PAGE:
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Tuesday, July 13, 2010

Karsai and Holbrooke: Remove Taliban from UN Blacklist

WASHINGTON, July 12: Afghan President Hamid Karzai is urging the United Nations to remove up to 50 former Taliban officials from its terrorism blacklist in a gesture intended to advance political reconciliation talks with militants, a newspaper report said on Monday.

The request to remove about a quarter of the 137 names on the list was reported by the Washington Post, citing an unnamed senior Afghan official.

The US administration also supports the move, albeit partially, as it opposes the delisting of key Taliban leaders like Mullah Omar for their close links to Al Qaeda.

On Tuesday, Richard C. Holbrooke, President Obama’s special envoy for Afghanistan and Pakistan, went to New York to urge UN officials to move forward on the delisting process.

Mr Holbrooke wants the so-called reformed Taliban members delisted ahead of a major international conference in Kabul this month that is aimed at bolstering stability in Afghanistan.

The Post noted that the Afghan government had sought for years to delist former Taliban figures who it said had cut ties with the movement.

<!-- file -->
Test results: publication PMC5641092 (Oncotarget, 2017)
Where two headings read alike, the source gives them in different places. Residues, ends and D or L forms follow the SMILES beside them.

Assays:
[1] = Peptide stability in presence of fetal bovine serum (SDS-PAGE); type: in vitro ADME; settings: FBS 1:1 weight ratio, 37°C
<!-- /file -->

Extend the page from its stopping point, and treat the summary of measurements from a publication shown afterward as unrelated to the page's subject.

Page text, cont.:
“But the campaign to cull names from the list … has taken on renewed urgency in recent weeks as Mr Karzai has begun to press for a political settlement to Afghanistan’s nearly nine-year-old conflict,” the Post observed.

As it awaits Afghanistan’s request to delist more former Taliban officials, the UN Security Council has proceeded with its own review of about a dozen individuals whose names were submitted for removal several years ago.

At least five of those named on the sanction list are former Taliban officials who now serve in parliament or privately mediate between the Afghan government and the fighters battling Nato-led forces and their Afghan partners.

Among them is a former Taliban education minister, Mullah Arsala Rahmani, who is now a member of the Afghan senate.

“President Karzai wants the UN to remove all the people’s names from the blacklist,” Mr Rahmani told the Post. “And that’s something that all Afghans want, because it will help in the process of peace negotiations.”

From here.

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